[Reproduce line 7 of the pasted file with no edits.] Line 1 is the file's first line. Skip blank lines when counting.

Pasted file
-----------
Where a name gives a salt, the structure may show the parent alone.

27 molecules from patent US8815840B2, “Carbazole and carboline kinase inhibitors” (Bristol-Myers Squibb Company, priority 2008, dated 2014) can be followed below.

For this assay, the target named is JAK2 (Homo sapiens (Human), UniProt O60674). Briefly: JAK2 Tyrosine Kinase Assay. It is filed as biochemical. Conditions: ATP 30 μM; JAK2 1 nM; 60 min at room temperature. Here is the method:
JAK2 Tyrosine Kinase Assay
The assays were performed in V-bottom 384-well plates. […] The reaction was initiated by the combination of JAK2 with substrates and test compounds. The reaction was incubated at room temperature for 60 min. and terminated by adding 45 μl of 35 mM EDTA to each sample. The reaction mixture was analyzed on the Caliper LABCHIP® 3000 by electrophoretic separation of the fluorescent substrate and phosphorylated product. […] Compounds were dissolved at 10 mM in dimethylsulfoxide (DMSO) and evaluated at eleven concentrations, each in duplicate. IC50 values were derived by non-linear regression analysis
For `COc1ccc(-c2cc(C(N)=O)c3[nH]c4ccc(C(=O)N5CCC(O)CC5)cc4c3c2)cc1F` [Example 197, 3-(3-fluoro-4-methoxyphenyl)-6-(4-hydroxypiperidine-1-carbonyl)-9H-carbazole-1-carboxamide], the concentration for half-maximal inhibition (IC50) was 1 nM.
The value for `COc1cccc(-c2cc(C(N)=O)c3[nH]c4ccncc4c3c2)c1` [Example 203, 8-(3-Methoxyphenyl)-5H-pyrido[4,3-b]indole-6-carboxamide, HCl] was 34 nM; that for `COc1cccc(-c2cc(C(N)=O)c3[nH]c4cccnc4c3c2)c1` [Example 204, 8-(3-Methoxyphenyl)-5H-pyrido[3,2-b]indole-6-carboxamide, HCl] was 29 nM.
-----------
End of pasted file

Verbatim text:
The value for `COc1cccc(-c2cc(C(N)=O)c3[nH]c4ccncc4c3c2)c1` [Example 203, 8-(3-Methoxyphenyl)-5H-pyrido[4,3-b]indole-6-carboxamide, HCl] was 34 nM; that for `COc1cccc(-c2cc(C(N)=O)c3[nH]c4cccnc4c3c2)c1` [Example 204, 8-(3-Methoxyphenyl)-5H-pyrido[3,2-b]indole-6-carboxamide, HCl] was 29 nM.